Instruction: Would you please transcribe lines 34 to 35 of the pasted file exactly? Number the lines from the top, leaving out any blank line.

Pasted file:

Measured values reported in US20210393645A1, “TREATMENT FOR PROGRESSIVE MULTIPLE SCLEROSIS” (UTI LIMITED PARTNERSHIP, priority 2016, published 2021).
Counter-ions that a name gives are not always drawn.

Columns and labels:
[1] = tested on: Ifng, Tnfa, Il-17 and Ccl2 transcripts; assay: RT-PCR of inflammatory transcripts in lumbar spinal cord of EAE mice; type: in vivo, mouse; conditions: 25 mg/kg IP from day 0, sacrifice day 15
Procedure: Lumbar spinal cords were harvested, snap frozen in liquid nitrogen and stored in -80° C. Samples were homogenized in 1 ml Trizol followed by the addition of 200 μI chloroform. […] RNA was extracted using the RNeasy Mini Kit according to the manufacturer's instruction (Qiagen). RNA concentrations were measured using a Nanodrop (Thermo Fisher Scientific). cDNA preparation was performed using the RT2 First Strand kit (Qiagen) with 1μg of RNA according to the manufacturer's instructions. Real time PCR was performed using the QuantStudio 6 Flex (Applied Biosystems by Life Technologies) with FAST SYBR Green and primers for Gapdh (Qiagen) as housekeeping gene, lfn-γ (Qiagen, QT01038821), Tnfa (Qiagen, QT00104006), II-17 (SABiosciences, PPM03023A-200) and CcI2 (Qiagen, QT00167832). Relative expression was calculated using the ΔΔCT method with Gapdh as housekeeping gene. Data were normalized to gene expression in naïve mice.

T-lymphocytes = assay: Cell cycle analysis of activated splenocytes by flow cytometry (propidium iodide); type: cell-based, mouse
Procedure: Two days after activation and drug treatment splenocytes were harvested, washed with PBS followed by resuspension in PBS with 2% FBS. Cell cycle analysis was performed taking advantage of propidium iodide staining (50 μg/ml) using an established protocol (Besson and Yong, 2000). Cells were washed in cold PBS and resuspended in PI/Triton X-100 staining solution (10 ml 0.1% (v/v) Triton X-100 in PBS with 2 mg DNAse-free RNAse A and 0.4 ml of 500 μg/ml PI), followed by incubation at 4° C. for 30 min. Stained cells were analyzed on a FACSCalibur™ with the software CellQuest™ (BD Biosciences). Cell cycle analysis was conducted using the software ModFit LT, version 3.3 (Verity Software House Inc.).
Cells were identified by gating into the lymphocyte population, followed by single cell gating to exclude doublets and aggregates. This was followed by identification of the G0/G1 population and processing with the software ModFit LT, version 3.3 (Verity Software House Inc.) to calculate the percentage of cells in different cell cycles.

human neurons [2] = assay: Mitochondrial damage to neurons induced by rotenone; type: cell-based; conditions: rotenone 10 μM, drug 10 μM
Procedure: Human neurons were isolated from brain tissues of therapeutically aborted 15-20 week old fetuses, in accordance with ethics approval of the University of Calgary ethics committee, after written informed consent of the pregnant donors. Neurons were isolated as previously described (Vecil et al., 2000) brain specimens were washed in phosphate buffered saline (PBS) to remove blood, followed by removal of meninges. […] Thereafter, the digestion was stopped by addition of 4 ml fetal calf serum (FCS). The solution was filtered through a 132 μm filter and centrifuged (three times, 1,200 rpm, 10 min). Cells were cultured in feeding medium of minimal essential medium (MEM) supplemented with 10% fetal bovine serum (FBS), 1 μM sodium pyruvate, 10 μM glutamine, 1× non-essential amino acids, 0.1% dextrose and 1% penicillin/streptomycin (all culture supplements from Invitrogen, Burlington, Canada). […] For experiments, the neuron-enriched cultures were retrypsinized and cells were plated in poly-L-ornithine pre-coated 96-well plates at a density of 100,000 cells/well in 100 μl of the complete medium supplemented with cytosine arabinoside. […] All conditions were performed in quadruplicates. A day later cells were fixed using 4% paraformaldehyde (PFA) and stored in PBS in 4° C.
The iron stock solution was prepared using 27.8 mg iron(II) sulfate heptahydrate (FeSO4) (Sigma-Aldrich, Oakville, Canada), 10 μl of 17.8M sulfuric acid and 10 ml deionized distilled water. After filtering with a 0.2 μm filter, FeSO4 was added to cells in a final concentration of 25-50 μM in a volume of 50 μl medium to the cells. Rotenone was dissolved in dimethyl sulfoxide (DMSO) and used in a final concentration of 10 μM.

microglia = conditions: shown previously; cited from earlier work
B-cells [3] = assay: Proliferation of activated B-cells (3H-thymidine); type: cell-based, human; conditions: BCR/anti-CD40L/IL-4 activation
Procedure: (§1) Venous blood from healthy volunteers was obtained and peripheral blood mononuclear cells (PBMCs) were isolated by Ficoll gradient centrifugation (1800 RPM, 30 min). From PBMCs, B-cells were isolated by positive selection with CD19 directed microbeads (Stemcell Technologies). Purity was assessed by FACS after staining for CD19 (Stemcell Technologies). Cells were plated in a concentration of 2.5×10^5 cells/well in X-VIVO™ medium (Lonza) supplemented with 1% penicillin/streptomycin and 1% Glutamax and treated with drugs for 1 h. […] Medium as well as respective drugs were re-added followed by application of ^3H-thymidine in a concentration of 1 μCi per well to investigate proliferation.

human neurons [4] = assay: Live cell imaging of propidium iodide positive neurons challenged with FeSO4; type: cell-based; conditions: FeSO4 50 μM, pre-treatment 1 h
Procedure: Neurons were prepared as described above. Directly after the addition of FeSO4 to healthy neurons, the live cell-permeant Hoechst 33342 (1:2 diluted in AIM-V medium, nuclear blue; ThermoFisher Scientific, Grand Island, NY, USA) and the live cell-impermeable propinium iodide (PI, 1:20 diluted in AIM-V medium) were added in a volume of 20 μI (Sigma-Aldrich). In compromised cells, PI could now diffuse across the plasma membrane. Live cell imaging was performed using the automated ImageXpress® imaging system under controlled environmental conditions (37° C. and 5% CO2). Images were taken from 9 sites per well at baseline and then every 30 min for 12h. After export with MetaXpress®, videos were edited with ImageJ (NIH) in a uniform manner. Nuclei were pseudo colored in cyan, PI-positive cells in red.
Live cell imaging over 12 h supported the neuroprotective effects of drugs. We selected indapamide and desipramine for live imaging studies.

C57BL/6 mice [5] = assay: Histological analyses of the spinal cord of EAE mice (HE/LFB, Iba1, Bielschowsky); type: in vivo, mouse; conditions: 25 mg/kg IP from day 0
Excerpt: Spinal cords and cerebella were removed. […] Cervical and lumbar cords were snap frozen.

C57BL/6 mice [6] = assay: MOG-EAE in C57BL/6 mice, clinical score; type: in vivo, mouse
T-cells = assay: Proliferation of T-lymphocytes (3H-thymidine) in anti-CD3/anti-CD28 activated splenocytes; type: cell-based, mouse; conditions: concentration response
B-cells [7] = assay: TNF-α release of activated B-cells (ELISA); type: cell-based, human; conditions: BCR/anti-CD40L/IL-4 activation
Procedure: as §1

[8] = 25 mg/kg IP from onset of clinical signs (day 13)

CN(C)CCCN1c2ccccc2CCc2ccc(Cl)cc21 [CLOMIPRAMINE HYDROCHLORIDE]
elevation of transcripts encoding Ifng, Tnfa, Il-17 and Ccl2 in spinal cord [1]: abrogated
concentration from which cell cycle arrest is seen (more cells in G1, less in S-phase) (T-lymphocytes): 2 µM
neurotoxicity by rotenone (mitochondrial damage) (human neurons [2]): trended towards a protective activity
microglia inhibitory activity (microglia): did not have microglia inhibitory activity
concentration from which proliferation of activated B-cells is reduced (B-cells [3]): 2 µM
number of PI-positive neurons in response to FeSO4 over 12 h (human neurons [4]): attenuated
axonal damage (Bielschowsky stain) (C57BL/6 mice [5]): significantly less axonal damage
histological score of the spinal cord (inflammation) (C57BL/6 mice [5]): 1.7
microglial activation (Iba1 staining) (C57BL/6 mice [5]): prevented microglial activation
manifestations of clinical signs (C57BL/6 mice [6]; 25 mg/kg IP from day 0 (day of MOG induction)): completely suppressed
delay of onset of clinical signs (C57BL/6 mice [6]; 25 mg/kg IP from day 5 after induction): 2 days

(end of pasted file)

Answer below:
microglial activation (Iba1 staining) (C57BL/6 mice [5]): prevented microglial activation
manifestations of clinical signs (C57BL/6 mice [6]; 25 mg/kg IP from day 0 (day of MOG induction)): completely suppressed